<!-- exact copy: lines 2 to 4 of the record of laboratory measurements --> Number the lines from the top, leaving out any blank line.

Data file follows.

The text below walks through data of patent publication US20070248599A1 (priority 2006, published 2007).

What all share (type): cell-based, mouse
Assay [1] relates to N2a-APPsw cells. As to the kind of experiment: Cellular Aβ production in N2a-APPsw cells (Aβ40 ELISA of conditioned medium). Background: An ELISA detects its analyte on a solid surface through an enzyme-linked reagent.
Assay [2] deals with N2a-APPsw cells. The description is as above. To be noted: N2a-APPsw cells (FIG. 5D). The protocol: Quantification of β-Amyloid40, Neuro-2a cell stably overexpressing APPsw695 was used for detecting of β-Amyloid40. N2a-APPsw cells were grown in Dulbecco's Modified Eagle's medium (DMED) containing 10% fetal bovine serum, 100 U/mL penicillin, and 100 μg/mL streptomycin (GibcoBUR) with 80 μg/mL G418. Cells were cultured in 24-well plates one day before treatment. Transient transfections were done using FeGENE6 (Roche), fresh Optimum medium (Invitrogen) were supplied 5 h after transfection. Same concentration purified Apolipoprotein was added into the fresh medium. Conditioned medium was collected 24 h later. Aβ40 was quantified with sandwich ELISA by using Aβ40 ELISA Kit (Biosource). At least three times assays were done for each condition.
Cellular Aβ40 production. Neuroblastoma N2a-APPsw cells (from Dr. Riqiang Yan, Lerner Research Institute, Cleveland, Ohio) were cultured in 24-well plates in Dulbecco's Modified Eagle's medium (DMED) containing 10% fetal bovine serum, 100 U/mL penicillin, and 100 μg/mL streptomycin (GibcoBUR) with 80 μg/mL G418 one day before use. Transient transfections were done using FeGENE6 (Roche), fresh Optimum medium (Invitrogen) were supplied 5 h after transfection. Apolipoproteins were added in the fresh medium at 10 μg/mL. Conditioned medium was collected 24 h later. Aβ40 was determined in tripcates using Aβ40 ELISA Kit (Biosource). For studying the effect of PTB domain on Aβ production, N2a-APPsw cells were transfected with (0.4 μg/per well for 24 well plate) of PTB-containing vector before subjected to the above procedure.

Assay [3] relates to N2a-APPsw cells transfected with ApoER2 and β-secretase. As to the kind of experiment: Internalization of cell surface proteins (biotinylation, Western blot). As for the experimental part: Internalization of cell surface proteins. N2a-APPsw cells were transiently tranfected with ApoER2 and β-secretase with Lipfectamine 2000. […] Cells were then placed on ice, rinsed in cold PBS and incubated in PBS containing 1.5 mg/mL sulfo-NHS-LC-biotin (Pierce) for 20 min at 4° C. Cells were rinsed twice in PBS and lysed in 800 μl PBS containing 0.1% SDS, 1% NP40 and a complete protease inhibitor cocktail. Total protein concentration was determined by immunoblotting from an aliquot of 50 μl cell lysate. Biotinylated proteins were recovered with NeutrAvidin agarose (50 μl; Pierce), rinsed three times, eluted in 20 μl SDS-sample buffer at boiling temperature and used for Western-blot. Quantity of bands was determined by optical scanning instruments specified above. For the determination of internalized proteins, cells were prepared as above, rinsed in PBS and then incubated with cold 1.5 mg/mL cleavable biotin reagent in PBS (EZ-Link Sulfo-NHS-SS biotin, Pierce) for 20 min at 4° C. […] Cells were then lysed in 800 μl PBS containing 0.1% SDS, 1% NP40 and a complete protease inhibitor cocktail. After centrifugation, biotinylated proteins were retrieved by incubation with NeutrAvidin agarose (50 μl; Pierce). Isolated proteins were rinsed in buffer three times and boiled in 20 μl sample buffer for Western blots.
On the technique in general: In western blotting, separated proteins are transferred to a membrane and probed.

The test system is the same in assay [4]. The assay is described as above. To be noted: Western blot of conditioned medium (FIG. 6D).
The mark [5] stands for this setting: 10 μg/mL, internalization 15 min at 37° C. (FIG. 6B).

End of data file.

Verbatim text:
What all share (type): cell-based, mouse
Assay [1] relates to N2a-APPsw cells. As to the kind of experiment: Cellular Aβ production in N2a-APPsw cells (Aβ40 ELISA of conditioned medium). Background: An ELISA detects its analyte on a solid surface through an enzyme-linked reagent.
Assay [2] deals with N2a-APPsw cells. The description is as above. To be noted: N2a-APPsw cells (FIG. 5D). The protocol: Quantification of β-Amyloid40, Neuro-2a cell stably overexpressing APPsw695 was used for detecting of β-Amyloid40. N2a-APPsw cells were grown in Dulbecco's Modified Eagle's medium (DMED) containing 10% fetal bovine serum, 100 U/mL penicillin, and 100 μg/mL streptomycin (GibcoBUR) with 80 μg/mL G418. Cells were cultured in 24-well plates one day before treatment. Transient transfections were done using FeGENE6 (Roche), fresh Optimum medium (Invitrogen) were supplied 5 h after transfection. Same concentration purified Apolipoprotein was added into the fresh medium. Conditioned medium was collected 24 h later. Aβ40 was quantified with sandwich ELISA by using Aβ40 ELISA Kit (Biosource). At least three times assays were done for each condition.